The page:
Tuesday, February 19, 2013

Intoxicating India 2013 - Day 1

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Intoxicating India : 9th to 16th February 2013
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Yes, India is intoxicating!
It overwhelms one with it's extreme in colors, sound and... smells too!
It is a place of contrasting sights; from the beauty of its buildings & rural Kashmir to the squeamish sights of its slums.
And contrasting sounds; from the melody of it's music & songs to the cacophony of blaring horns of it's traffic.
And contrasting scents too; from the inviting aromas of the curries to the stench of rubbish in many a places.

I was drawn to India whilst watching some interesting movies like "The 3 idiots" & "Veer-Zaara".
These movies showed me the beauty of Kashmir, the vibrancy of Indian dance and songs and exquisiteness of it's people.
So, India here I come!



In the early morning of the first day, we arrived at the KLIA to be met by our tour leader Claire of Parlo Tours, a company with a good India tour iternirary. We would be flying by MAS (Malaysian Airline Services). Our tour group would be of 20 persons, just nice for us to get to know each other.

We arrived at Idira Ghandi International Airport in New Delhi, and the first thing that caught my eyes were the toilets!
Well, more explicitly, the toilets Female & Male Signages, instead of the normal icons they had beautiful photos of a lady & a man in Indian Costumes, just like from the movies!

Soon we boarded our tour bus and left the airport and were introduced to .....

,,, the Delhi traffic jams and the almost continuous blaring of horns.
What an introduction to India!

Whisking through the traffic, we were taken for lunch at the Lazeez Affaire.
Oddly, our first meal in India was Chinese food ala India style - nothing great about this bland imitation of Chinese food, so no photos of the food here. But I gather they serve great Indian food!

What was more interesting were the sights on the streets outside, like this incense stick vendor.

And this motor rickshaw, which is a common mode of transport for the locals.

And this street scene of an Indian sweet bits shop with a tricycle transport in front.

India is densely populated and it's people are also caught up in the daily rat race, beating the traffic, rushing around making a living.
Even these puppies are not spared the hustle & bustle, greedily pushing to suckle milk.


The bus took us over to the Qutb Minar complex, near the entrance were these two old structures, wonder what they are? Tombs, shrines?
I don't know and did not ask the guide as we were in a rush, concentrating to get into the Qutb Minar Complex.

The Qutb Minar (or Qutab Minar) designated an UNESCO heritage site, is a magnificent tower built by  Qutub-ud-din Aibak in 1192, almost a thousand years ago. It shoots up high at 72.5 meters, and is impressive with a base diameter of 14.3 meters tapering to 2.7 meters at the top.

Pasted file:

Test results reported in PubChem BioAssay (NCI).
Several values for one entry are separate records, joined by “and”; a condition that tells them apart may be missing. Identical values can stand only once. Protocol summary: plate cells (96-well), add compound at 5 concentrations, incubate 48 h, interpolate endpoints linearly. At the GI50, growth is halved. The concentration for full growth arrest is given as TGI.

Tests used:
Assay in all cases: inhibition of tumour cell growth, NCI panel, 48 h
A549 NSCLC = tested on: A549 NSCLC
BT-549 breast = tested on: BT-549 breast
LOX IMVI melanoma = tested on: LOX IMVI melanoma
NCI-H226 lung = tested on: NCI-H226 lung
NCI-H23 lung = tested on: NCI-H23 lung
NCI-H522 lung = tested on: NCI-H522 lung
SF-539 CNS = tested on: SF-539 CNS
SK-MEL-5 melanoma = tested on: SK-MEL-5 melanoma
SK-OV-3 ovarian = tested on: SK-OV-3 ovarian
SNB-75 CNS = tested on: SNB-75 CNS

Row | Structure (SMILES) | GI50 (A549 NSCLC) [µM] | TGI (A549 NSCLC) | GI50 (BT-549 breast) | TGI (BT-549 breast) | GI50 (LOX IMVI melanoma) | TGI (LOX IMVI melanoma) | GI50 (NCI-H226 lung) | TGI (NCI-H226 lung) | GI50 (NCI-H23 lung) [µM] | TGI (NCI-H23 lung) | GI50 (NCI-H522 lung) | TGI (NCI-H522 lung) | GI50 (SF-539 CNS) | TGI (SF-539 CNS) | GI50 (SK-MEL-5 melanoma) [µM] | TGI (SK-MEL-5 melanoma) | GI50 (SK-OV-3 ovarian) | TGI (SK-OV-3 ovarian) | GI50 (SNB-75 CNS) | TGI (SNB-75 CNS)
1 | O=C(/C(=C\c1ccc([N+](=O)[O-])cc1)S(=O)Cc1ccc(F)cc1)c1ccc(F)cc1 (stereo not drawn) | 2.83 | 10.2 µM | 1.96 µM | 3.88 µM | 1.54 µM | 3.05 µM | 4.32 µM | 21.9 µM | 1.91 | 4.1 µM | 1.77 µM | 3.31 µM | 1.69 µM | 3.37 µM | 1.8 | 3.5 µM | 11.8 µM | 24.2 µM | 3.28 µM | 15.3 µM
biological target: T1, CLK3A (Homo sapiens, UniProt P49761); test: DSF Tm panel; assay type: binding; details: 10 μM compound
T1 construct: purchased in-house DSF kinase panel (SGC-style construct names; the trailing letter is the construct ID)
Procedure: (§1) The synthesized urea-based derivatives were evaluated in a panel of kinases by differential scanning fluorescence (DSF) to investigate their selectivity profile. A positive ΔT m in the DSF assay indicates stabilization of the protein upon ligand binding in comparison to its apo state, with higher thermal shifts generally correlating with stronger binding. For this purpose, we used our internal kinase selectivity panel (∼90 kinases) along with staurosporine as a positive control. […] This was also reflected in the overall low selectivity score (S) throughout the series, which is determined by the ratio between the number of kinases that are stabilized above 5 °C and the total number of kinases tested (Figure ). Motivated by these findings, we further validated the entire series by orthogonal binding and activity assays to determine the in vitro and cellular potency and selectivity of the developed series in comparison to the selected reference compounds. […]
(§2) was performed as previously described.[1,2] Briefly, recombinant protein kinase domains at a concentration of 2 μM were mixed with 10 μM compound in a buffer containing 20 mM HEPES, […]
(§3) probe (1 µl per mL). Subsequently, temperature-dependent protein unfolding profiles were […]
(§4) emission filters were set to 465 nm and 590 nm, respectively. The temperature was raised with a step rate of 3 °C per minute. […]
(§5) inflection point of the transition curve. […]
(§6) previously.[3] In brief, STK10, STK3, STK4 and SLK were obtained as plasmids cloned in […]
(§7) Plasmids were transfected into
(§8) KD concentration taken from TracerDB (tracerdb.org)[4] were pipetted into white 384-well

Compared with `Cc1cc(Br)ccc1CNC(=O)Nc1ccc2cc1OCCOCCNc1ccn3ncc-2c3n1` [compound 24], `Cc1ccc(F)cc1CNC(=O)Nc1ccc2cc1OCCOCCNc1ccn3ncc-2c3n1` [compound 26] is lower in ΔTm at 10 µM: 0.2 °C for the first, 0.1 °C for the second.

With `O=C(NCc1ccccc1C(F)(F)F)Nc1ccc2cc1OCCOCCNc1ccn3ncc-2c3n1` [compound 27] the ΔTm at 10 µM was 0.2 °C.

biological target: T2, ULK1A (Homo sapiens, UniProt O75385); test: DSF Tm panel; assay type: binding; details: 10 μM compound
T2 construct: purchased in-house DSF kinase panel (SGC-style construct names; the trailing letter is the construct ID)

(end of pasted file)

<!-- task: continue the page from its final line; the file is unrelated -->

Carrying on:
Built with fluted red sandstone, its base has intricate carvings and inscriptions from the Qu'ran.
Previously the public were allowed to enter and climb up the internal stairs. But since a 1981 stampede that led to several deaths in the tower, the public has been barred from going inside - the gates are now closed.

And two mid-levels are also intricately carved corbels and more Qu'ran inscriptions. Although the main tower is made from red sandstone, the levels where these carvings are are made of marble.

Another view of the Qutb Minar, from the wall gates leading to the garden complex.

The tomb building of Imam Zamin in front of the tower.

View from the Alai Darwaza (Alai Gate).

Ruins of the Quwatul Mosque in the complex grounds.

The Iron Pillar, its origin unclear and strangely it does not rust.

(... see more of the Qutb Minar)


After being awed by the Qutb Minar, we were taken to our hotel, the Acura BMK.
My first impression of the hotel from the outside was not very good, it seems to be located in a slummish neighborhood (I found out that the neighbor hood wasn't slums but average sub-urban housing, the slums we would really view later).

We were greeted by a turbaned doorman who looked like he came out from a colonial past.

Inside, the hotel was much, much more impressive. It was formerly part of the Renaisscance chain of hotels, and the present management have maintained the 5-star standards.

Corner of the lobby lounge.

The dining room was impressive too.

We went up to our nice bedrooms to bathe and freshen up before going down for dinner.

Dinner was buffet style with a wide range of Indian food for us to select from. We had basmati rice with good, savory curries. The rice itself was wonderful, with each grain standing out individually. Northern Indian cooking although spicy is not very chili hot, a contrast to the Southern Indian curries.

We also had crispy but fluffy Naan bread that went well with the lamb curry and dhal.

After dinner, we went for a short walk nearby and met this father with his cute little daughter. Contrary to belief, the Indians love their daughters too.

शुभरात्रि - Subharatri! 

That's good night in Hindi, till tomorrow then...

Related Blogs :

 A majestic and imposing old tower built almost a millenia ago from red sandstone.

An eight day trip to India: from Delhi to scenic Kashmir, to the pink city of Jaipur, to the Taj Mahal in Agra and back to Delhi sights.

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1 comment:

  1. Yes, India is intoxicating! There are so many cultures and traditions in India. Indian foods are very delicious. There are so many types of food in India that it becomes difficult to choose from the diverse range of traditional food.

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